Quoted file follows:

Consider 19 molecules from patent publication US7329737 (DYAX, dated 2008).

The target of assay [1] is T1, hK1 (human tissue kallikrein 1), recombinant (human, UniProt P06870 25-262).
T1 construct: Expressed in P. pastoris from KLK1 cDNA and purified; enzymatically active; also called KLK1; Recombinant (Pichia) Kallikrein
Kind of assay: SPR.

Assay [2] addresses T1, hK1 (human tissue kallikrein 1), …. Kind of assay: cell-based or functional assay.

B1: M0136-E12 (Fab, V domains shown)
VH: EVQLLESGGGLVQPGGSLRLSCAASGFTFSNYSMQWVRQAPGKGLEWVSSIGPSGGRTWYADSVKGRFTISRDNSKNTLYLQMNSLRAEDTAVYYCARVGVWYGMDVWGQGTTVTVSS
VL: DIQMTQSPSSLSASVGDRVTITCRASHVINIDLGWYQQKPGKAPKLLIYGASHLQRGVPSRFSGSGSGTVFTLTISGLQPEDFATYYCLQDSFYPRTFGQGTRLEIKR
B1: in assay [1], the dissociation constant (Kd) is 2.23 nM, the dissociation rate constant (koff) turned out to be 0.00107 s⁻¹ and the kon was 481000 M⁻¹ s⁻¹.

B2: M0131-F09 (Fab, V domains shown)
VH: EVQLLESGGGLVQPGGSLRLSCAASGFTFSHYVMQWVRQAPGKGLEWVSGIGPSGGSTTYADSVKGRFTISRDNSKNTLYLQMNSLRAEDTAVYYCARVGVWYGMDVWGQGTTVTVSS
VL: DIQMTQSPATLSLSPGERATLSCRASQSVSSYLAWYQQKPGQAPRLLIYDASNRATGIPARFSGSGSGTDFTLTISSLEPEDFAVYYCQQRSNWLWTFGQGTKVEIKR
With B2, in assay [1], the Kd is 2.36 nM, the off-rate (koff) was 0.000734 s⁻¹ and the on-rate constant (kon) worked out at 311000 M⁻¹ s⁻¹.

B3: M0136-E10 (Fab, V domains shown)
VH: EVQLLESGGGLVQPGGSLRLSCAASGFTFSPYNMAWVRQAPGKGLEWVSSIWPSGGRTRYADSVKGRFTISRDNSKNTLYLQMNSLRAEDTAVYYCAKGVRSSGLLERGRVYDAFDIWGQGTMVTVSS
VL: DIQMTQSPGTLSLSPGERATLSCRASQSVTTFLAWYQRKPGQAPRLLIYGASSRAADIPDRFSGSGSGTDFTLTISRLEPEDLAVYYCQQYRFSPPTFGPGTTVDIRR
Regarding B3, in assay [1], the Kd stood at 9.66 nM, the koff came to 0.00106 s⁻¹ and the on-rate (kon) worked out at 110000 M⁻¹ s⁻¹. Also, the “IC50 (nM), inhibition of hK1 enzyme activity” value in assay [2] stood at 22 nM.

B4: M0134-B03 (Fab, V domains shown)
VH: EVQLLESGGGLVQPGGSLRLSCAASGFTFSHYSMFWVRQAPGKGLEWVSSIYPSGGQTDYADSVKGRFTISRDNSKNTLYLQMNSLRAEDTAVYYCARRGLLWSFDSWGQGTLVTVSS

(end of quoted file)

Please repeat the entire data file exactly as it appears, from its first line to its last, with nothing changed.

Consider 19 molecules from patent publication US7329737 (DYAX, dated 2008).

The target of assay [1] is T1, hK1 (human tissue kallikrein 1), recombinant (human, UniProt P06870 25-262).
T1 construct: Expressed in P. pastoris from KLK1 cDNA and purified; enzymatically active; also called KLK1; Recombinant (Pichia) Kallikrein
Kind of assay: SPR.

Assay [2] addresses T1, hK1 (human tissue kallikrein 1), …. Kind of assay: cell-based or functional assay.

B1: M0136-E12 (Fab, V domains shown)
VH: EVQLLESGGGLVQPGGSLRLSCAASGFTFSNYSMQWVRQAPGKGLEWVSSIGPSGGRTWYADSVKGRFTISRDNSKNTLYLQMNSLRAEDTAVYYCARVGVWYGMDVWGQGTTVTVSS
VL: DIQMTQSPSSLSASVGDRVTITCRASHVINIDLGWYQQKPGKAPKLLIYGASHLQRGVPSRFSGSGSGTVFTLTISGLQPEDFATYYCLQDSFYPRTFGQGTRLEIKR
B1: in assay [1], the dissociation constant (Kd) is 2.23 nM, the dissociation rate constant (koff) turned out to be 0.00107 s⁻¹ and the kon was 481000 M⁻¹ s⁻¹.

B2: M0131-F09 (Fab, V domains shown)
VH: EVQLLESGGGLVQPGGSLRLSCAASGFTFSHYVMQWVRQAPGKGLEWVSGIGPSGGSTTYADSVKGRFTISRDNSKNTLYLQMNSLRAEDTAVYYCARVGVWYGMDVWGQGTTVTVSS
VL: DIQMTQSPATLSLSPGERATLSCRASQSVSSYLAWYQQKPGQAPRLLIYDASNRATGIPARFSGSGSGTDFTLTISSLEPEDFAVYYCQQRSNWLWTFGQGTKVEIKR
With B2, in assay [1], the Kd is 2.36 nM, the off-rate (koff) was 0.000734 s⁻¹ and the on-rate constant (kon) worked out at 311000 M⁻¹ s⁻¹.

B3: M0136-E10 (Fab, V domains shown)
VH: EVQLLESGGGLVQPGGSLRLSCAASGFTFSPYNMAWVRQAPGKGLEWVSSIWPSGGRTRYADSVKGRFTISRDNSKNTLYLQMNSLRAEDTAVYYCAKGVRSSGLLERGRVYDAFDIWGQGTMVTVSS
VL: DIQMTQSPGTLSLSPGERATLSCRASQSVTTFLAWYQRKPGQAPRLLIYGASSRAADIPDRFSGSGSGTDFTLTISRLEPEDLAVYYCQQYRFSPPTFGPGTTVDIRR
Regarding B3, in assay [1], the Kd stood at 9.66 nM, the koff came to 0.00106 s⁻¹ and the on-rate (kon) worked out at 110000 M⁻¹ s⁻¹. Also, the “IC50 (nM), inhibition of hK1 enzyme activity” value in assay [2] stood at 22 nM.

B4: M0134-B03 (Fab, V domains shown)
VH: EVQLLESGGGLVQPGGSLRLSCAASGFTFSHYSMFWVRQAPGKGLEWVSSIYPSGGQTDYADSVKGRFTISRDNSKNTLYLQMNSLRAEDTAVYYCARRGLLWSFDSWGQGTLVTVSS